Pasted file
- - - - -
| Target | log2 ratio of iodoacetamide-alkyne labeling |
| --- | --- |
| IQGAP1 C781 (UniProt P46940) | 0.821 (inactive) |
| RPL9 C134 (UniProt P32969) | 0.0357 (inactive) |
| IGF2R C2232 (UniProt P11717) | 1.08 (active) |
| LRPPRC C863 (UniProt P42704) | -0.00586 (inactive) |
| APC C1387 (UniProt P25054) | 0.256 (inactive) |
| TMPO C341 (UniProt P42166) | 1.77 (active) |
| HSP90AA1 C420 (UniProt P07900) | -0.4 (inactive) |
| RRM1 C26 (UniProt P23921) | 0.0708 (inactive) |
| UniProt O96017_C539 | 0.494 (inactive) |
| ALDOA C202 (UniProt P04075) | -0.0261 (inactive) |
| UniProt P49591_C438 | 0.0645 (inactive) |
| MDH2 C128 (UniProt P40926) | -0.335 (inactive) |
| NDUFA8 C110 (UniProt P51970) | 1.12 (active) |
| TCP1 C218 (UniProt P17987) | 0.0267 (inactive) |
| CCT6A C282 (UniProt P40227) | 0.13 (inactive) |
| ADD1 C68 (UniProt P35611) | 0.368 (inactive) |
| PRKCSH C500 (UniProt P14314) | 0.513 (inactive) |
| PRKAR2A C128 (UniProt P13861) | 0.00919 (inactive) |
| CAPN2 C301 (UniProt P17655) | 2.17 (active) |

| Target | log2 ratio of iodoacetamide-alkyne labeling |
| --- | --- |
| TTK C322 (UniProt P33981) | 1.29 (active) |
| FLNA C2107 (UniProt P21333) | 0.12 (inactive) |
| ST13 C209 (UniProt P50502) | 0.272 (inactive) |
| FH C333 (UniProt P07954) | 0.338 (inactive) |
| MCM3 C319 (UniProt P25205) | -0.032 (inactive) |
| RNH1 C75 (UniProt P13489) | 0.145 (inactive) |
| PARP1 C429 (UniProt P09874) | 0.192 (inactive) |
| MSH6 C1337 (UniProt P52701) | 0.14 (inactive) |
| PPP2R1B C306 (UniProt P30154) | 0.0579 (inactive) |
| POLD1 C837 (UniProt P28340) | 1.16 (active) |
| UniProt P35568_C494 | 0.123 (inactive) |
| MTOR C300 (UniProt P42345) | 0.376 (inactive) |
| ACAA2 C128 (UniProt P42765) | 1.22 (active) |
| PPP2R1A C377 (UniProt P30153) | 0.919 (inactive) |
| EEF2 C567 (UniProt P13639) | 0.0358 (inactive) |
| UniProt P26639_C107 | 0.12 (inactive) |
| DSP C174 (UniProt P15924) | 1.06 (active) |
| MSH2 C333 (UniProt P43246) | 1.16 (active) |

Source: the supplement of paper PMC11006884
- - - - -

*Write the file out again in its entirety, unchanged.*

| Target | log2 ratio of iodoacetamide-alkyne labeling |
| --- | --- |
| IQGAP1 C781 (UniProt P46940) | 0.821 (inactive) |
| RPL9 C134 (UniProt P32969) | 0.0357 (inactive) |
| IGF2R C2232 (UniProt P11717) | 1.08 (active) |
| LRPPRC C863 (UniProt P42704) | -0.00586 (inactive) |
| APC C1387 (UniProt P25054) | 0.256 (inactive) |
| TMPO C341 (UniProt P42166) | 1.77 (active) |
| HSP90AA1 C420 (UniProt P07900) | -0.4 (inactive) |
| RRM1 C26 (UniProt P23921) | 0.0708 (inactive) |
| UniProt O96017_C539 | 0.494 (inactive) |
| ALDOA C202 (UniProt P04075) | -0.0261 (inactive) |
| UniProt P49591_C438 | 0.0645 (inactive) |
| MDH2 C128 (UniProt P40926) | -0.335 (inactive) |
| NDUFA8 C110 (UniProt P51970) | 1.12 (active) |
| TCP1 C218 (UniProt P17987) | 0.0267 (inactive) |
| CCT6A C282 (UniProt P40227) | 0.13 (inactive) |
| ADD1 C68 (UniProt P35611) | 0.368 (inactive) |
| PRKCSH C500 (UniProt P14314) | 0.513 (inactive) |
| PRKAR2A C128 (UniProt P13861) | 0.00919 (inactive) |
| CAPN2 C301 (UniProt P17655) | 2.17 (active) |

| Target | log2 ratio of iodoacetamide-alkyne labeling |
| --- | --- |
| TTK C322 (UniProt P33981) | 1.29 (active) |
| FLNA C2107 (UniProt P21333) | 0.12 (inactive) |
| ST13 C209 (UniProt P50502) | 0.272 (inactive) |
| FH C333 (UniProt P07954) | 0.338 (inactive) |
| MCM3 C319 (UniProt P25205) | -0.032 (inactive) |
| RNH1 C75 (UniProt P13489) | 0.145 (inactive) |
| PARP1 C429 (UniProt P09874) | 0.192 (inactive) |
| MSH6 C1337 (UniProt P52701) | 0.14 (inactive) |
| PPP2R1B C306 (UniProt P30154) | 0.0579 (inactive) |
| POLD1 C837 (UniProt P28340) | 1.16 (active) |
| UniProt P35568_C494 | 0.123 (inactive) |
| MTOR C300 (UniProt P42345) | 0.376 (inactive) |
| ACAA2 C128 (UniProt P42765) | 1.22 (active) |
| PPP2R1A C377 (UniProt P30153) | 0.919 (inactive) |
| EEF2 C567 (UniProt P13639) | 0.0358 (inactive) |
| UniProt P26639_C107 | 0.12 (inactive) |
| DSP C174 (UniProt P15924) | 1.06 (active) |
| MSH2 C333 (UniProt P43246) | 1.16 (active) |

Source: the supplement of paper PMC11006884